The Friends of Eddie Coyle
will, but we don’t want to. Are you going to be reasonable?”
    Sam Partridge said nothing.
    “I am going to gamble that you’re going to be reasonable,” the spokesman said. He took a blue silk kerchief from his jacket pocket and handed it to Sam Partridge. “I want you to fold this and put it over your eyes for a blindfold. I’ll tie it for you. Then sit down on the floor of the car here.”
    The Ford began to move as Sam Partridge squirmed down between the seats. “Don’t try to see anything,” the spokesman said. “We have to take these stockings off until we get to the bank. When we get there, you just be patient until we get dressed up again. We’ll go in the back door, the way you always do. You and I will stay together. Don’t be concerned about my friends. Just tell your people not to unlock the front door and not to pull the curtains. We will wait until the time lock opens. My friends will take care of the vault. We will come back to this car when we’ve finished. You will explain to your people that they are not to call the police. You will tell them why they are not going to call the police. I know it’s uncomfortable, but you will ride back to your house the same way you are now. We will get my friend at your house. When we get a safe distance away, we will let you go. Right now we don’t plan to hit you on the head, but we will if you make us. Otherwise we don’t plan to hurt you or anybody else, unless somebody fucks up. What you said was right: we want the money. Understood?”
    Sam Partridge said nothing.
    “You make life hard for me,” the man said. “Since I have the pistol, that is not a good idea. Do you understand?”
    “I understand,” Sam Partridge said.
    In the bank, Mrs. Greenan sobbed quietly as Sam Partridge explained the situation.
    “Tell them about the alarm,” the spokesman said.
    “In a few minutes,” Sam said, “the time lock on the vault will open. These men will take what they came for. I will then leave with them. We will return to my house. There is another man at my house, with my family. We will pick him up and leave. This man has told me that my family won’t be hurt and that I will not be hurt if no one interferes with them. They will release me when they are satisfied that they have gotten away. I have no choice but to believe that they will do what they say. So I ask you, all of you, not to set off the alarms.”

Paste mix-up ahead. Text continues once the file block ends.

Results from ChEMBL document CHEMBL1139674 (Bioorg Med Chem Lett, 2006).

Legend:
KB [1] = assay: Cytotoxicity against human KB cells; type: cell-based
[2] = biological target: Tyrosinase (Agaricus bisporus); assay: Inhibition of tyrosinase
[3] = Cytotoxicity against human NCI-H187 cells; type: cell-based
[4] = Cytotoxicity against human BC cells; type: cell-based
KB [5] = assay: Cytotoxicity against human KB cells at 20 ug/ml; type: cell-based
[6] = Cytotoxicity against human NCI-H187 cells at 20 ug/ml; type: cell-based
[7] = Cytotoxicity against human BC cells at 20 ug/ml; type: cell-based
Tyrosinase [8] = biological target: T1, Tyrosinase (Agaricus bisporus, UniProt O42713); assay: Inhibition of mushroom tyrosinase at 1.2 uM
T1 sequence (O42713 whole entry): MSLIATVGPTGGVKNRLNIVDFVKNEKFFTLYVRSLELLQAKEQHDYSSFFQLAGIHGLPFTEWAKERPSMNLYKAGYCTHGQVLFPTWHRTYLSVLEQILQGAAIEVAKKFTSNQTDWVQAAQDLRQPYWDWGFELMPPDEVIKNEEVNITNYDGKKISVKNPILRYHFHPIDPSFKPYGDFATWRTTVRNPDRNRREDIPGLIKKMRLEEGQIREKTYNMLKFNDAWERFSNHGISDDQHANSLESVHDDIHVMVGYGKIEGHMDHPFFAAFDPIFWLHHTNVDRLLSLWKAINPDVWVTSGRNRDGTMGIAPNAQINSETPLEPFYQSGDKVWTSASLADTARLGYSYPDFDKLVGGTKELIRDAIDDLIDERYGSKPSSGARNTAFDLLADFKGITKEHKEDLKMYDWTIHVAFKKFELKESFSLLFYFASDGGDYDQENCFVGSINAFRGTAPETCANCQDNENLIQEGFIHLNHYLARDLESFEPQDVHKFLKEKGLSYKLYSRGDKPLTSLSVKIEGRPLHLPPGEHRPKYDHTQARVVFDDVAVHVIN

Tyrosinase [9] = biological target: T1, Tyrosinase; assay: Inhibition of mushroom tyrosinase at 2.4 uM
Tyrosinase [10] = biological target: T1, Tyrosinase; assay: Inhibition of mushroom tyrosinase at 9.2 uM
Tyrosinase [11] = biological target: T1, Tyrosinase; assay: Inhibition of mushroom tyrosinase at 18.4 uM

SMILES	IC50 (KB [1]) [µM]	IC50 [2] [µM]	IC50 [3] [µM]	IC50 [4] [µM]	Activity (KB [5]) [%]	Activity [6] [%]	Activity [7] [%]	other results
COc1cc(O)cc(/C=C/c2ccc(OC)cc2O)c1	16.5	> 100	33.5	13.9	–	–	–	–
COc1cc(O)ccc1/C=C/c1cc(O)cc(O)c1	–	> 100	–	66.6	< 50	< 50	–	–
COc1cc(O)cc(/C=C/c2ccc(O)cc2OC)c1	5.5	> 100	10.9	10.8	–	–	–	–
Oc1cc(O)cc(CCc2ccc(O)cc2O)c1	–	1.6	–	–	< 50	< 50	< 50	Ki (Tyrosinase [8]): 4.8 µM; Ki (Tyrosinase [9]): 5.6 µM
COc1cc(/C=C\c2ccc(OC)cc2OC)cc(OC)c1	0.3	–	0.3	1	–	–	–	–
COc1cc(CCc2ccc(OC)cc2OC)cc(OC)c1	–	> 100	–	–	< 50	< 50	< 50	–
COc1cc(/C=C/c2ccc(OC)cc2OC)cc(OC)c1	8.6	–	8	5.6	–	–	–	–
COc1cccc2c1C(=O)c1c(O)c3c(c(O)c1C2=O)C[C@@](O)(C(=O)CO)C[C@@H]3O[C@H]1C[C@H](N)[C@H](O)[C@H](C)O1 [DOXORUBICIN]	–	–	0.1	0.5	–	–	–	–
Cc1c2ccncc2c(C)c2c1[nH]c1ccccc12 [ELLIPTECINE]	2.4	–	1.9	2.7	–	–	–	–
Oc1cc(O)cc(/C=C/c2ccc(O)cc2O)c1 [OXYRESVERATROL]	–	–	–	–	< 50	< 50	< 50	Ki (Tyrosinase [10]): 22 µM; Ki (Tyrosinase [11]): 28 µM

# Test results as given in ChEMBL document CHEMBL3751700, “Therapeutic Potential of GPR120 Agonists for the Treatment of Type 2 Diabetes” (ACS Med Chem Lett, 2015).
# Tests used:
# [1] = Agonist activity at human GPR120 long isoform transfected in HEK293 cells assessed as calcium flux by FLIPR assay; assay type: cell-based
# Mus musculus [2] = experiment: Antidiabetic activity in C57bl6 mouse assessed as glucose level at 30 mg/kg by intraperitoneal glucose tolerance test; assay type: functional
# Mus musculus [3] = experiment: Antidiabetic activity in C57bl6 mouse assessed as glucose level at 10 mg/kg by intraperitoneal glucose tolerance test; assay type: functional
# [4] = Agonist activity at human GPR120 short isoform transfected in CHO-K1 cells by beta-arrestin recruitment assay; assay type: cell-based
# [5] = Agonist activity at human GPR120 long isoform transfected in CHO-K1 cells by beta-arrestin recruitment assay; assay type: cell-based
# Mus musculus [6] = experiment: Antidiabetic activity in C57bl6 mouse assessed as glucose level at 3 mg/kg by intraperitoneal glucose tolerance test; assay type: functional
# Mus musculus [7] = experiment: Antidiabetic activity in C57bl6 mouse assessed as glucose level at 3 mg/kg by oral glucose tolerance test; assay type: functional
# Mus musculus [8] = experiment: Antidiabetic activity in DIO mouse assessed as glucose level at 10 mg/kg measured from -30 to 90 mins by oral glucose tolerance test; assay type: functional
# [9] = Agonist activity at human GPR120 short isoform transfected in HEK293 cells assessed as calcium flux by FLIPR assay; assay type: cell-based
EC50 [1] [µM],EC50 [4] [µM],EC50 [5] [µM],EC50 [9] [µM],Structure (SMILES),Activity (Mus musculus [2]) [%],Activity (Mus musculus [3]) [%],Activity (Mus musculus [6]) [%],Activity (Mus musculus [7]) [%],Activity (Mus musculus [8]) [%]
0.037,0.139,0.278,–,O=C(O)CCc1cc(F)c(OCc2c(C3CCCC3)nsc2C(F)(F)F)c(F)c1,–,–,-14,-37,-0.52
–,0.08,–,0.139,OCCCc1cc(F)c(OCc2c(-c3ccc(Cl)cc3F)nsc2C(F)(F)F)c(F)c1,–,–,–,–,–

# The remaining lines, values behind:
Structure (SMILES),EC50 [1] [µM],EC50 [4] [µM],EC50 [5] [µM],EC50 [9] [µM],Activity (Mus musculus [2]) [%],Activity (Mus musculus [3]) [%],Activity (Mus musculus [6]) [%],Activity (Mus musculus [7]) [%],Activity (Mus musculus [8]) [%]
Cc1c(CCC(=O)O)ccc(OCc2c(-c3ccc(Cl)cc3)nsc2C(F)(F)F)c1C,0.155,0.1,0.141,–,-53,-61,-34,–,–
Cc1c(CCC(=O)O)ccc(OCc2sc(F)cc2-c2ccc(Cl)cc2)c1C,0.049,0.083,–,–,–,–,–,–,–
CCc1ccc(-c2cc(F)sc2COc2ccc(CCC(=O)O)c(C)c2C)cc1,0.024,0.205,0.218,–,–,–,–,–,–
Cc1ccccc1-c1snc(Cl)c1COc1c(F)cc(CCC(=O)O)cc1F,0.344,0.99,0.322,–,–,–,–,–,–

“Tell them to sit down on the floor,” the spokesman said.
    “Please sit down on the floor,” Sam said. Mrs. Greenan and the others sat awkwardly.
    “Go over to the vault,” the spokesman said.
    Next to the door to the vault, Sam Partridge had his field of vision contracted to include only two objects. There was a small clock set into the steel door of the vault. It stood at forty-five minutes past eight. There was no second hand. The minute hand did not appear to be moving. Eighteen inches away from the clock, down two feet from its eye-level location, there was the black-gloved hand of the spokesman. It held, very steadily, a heavy revolver. Sam saw that there was some kind of a rib on the barrel, and that the handle was molded out to cover the top of the hand that held it. He saw touches of gold inside the black metal of the cylinders. The hammer of the revolver was drawn back to full cock. The minute hand did not seem to have moved.
    “What time does it open?” the spokesman said quietly.
    “Eight-forty-eight,” Sam said absently.
    In July they had taken the children to New Hampshire and rented a cottage on a palette-shaped pond north of Centerville.They had rented a boat one morning, an aluminum rowboat, with a small motor, and he had taken the children fishing while his wife slept. Around eleven they had come in because his son wanted to go to the bathroom. They beached the rowboat and the children ran up the gravel slope to the tall grass, and through the tall grass in the sunshine to the cabin. Sam had removed a string of four

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